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Music Is a Potent Source of Meaning - Pacific Standard

Music Is a Potent Source of Meaning

But new research finds younger and older people largely listen for different reasons.
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(Photo: Jose Oller/Flickr)

(Photo: Jose Oller/Flickr)

"Music," wrote Ludwig van Beethoven, "is a higher revelation than all wisdom and philosophy." Granted, as a composer, Beethoven wasn't exactly an objective observer. But for most of us, music is still the art form we turn to most frequently, and the one that gives us the greatest satisfaction.

The source of music's power has long been debated, with many psychologists concluding its primary benefit is emotional regulation (that is, stress reduction or relaxation). For many of us, that has always seemed awfully reductive—Beethoven would no doubt respond with some dissonant, dissenting chords—and recently published research suggests we may be right.

An exploratory study finds emotion regulation may be "a secondary outcome of music listening," write psychologists Jenny Groarke and Michael Hogan of the National University of Ireland in Galway. Rather, the "fundamental drivers" of our thirst for music appear to be the intense emotions a given melody produces, the way it facilitates reminiscing, and—as we age—its ability to produce transcendent experiences.

Older people are more interested in music as an intense, inner experience, while younger ones view it as a way of escaping bad moods and connecting with friends.

In the journal Psychology of Music, Groarke and Hogan report older and younger people tend to express different ideas when asked why they listen to music. While the responses of four groups of participants—two featuring people under 30, and two composed of those over 60—were predictably wide-ranging, the researchers found some distinct patterns.

For younger adults, social connection is a strong component of music listening; you bond with your peers over your choice in tunes. By one measure, this consideration placed second only to "mood improvement." (This finding aligns nicely with the theory that music originally developed as a source of social cohesion.)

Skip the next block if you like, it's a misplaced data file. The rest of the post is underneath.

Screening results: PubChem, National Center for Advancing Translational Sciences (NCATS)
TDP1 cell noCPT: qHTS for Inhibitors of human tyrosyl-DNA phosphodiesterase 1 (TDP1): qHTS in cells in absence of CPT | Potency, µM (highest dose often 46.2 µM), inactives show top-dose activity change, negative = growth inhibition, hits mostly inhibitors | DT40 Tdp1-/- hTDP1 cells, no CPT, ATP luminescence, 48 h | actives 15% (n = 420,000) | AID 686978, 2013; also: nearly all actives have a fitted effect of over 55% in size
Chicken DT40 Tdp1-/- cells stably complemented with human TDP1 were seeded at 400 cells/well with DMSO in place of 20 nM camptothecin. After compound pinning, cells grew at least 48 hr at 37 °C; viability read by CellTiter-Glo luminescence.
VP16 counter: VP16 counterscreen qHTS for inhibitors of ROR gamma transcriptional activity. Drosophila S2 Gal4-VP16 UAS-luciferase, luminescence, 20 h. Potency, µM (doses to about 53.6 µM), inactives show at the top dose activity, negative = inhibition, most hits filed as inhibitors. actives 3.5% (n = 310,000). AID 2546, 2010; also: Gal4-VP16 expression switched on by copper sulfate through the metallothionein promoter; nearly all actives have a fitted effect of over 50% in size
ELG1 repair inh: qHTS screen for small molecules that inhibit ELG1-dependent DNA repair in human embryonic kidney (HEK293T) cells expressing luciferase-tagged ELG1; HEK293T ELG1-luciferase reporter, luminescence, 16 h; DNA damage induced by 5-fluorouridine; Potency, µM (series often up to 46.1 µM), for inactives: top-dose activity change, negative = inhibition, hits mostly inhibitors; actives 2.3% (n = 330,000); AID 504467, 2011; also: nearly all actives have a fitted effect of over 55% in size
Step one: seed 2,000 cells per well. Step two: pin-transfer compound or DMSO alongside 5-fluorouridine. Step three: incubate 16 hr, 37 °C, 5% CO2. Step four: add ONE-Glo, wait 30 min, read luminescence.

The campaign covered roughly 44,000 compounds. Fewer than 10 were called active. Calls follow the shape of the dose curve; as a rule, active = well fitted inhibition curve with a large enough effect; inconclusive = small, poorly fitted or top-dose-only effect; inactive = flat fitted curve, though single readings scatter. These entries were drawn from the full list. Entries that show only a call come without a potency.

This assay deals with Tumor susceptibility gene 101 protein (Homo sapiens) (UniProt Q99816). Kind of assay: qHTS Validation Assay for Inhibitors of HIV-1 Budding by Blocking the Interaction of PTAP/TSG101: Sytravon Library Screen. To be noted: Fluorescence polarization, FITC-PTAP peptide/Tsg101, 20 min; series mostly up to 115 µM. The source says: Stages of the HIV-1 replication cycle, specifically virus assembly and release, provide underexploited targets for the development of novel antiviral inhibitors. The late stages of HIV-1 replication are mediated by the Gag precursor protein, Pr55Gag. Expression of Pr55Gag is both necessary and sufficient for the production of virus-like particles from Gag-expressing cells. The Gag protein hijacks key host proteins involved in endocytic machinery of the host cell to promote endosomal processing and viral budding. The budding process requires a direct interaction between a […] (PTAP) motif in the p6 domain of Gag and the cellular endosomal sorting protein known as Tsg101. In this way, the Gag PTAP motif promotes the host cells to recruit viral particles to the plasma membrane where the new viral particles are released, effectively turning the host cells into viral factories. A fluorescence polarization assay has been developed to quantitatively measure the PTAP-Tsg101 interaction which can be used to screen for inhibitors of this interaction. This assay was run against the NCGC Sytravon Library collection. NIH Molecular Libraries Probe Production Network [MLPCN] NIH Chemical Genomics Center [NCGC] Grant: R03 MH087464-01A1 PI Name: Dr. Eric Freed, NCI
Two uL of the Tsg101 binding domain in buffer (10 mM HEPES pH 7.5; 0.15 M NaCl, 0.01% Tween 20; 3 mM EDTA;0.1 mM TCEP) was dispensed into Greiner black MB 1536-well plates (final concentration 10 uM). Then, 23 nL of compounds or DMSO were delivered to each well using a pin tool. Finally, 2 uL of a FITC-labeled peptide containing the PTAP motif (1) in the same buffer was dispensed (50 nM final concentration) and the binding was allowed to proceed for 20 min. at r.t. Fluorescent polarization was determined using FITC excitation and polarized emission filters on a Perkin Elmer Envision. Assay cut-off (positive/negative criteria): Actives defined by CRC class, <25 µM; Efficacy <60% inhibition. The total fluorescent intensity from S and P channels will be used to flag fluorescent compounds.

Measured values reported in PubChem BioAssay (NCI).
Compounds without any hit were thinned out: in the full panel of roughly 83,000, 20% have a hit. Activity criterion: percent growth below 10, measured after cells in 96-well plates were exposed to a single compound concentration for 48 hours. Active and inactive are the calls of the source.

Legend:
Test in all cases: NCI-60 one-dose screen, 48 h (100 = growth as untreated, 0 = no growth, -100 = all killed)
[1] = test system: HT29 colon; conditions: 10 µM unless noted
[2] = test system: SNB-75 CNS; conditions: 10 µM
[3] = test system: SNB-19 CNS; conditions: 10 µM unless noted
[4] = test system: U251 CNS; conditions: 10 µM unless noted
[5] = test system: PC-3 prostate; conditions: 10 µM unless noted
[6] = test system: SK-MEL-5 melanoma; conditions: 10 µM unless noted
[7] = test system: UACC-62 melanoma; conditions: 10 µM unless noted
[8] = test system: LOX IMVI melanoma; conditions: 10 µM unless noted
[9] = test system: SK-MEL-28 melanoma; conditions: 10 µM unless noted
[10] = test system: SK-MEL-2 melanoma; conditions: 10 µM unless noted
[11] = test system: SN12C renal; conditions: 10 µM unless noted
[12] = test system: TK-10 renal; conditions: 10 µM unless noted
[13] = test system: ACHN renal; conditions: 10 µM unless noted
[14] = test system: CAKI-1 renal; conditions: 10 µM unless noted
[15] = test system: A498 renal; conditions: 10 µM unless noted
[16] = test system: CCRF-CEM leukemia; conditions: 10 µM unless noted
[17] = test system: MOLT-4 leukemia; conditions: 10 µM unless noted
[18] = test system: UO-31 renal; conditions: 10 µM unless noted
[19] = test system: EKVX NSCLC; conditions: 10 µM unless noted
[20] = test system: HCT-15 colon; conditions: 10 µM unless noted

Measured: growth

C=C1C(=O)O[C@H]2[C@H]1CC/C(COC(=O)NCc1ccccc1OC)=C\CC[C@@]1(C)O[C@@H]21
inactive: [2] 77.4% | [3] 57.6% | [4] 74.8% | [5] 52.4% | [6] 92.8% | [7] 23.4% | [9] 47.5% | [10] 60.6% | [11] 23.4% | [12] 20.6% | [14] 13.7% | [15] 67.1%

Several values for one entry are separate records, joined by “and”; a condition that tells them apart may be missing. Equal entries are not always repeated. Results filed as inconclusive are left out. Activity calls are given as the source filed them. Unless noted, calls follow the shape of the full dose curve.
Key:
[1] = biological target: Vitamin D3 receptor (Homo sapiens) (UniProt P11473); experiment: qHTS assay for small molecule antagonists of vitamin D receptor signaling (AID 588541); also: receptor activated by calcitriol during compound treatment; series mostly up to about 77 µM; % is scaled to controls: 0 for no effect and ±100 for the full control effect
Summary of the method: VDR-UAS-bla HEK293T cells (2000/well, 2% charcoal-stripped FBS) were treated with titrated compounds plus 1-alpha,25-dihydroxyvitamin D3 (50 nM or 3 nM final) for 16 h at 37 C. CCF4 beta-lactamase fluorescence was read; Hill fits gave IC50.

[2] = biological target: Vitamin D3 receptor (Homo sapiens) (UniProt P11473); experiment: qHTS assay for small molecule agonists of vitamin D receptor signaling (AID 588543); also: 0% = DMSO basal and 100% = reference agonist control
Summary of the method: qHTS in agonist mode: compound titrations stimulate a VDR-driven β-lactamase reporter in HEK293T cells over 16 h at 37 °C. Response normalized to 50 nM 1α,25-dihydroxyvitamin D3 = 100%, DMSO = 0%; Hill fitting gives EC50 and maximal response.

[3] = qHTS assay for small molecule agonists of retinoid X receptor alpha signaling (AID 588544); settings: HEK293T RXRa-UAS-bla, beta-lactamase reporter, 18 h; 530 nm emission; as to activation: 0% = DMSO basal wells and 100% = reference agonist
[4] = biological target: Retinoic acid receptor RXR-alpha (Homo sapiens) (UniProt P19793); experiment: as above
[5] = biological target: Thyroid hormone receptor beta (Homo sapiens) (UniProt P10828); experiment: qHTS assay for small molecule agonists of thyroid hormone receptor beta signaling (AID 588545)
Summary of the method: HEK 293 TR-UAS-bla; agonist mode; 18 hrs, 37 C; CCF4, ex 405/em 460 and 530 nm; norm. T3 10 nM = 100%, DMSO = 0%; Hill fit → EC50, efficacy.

But that aspect of listening was far less important to older adults, who largely looked at music as therapeutic—a source of meaning and personal growth. While some younger participants did refer to music's ability to provide them with a private "personal space," the bulk of the responses suggest older people are more interested in music as an intense, inner experience, while younger ones view it as a way of escaping bad moods and connecting with friends.

Using advertisements, Groarke and Hogan recruited volunteers to participate in four discussion groups, two of which featured music lovers between the age of 18 and 30 (24 in total), while the other two consisted of seniors ages 60 to 85 (19 in total).

The sessions began with the question "Why do you listen to music?," which was followed by a period of reflection, a detailed discussion of the ideas it generated, and a voting process in which participants selected five benefits of music listening that "they believed were most significant for enhancing well-being." The winners were then analyzed by a computer program that determined how they related to one another, and clarified the responses by folding them into a structural model.

Not surprisingly, the researchers found "affect regulation"—that is, relaxation or stress reduction—was "a common and highly endorsed function of music listening by both older and younger adults." However, rather than a primary reason for turning on that CD player or streaming service, affect regulation was largely seen as a side benefit that was "enhanced by other music listening functions."

"A greater proportion of younger adults considered social connection through music listening as significant for their well-being," the researchers write. "Younger adults considered social connection an important antecedent of (emotion) regulation and mood improvement."

The idea that music can inspire personal growth or be otherwise therapeutic was endorsed far more among the study's older participants.

"Paradoxically, younger adults also endorsed the use of music to avoid social connection, highlighting how music can be used to create a private space," they add. "It may be that young adults are using music to counteract the stresses of their more active social lives, while older adults are using music to compensate for and regulate feelings of social isolation."

Both groups felt the power of music to evoke reminiscing was important, but for somewhat different reasons. Younger adults saw it as a double-edged sword, distinguishing between "spontaneous, purposeful, positive, and less-adaptive reminiscing, such as reliving painful memories by listening to 'break-up' songs." Older adults, in contrast, viewed music-inspired reminiscing as a positive influencer on personal growth.

Indeed, the idea that music can inspire personal growth or be otherwise therapeutic was endorsed far more among the study's older participants. Many also spoke of music in terms of transcendence, and as meditative—ideas that did not reach the younger participants' radar screens.

This all suggests music retains its importance as we move through life, but the benefits it provides shift somewhat as we age. To again quote Beethoven, "Music is the mediator between the spiritual and the sensual life"—the sensual life of the young, and the spiritual concerns of those who are facing the fact that their days are limited.

Findings is a daily column by Pacific Standard staff writer Tom Jacobs, who scours the psychological-research journals to discover new insights into human behavior, ranging from the origins of our political beliefs to the cultivation of creativity.

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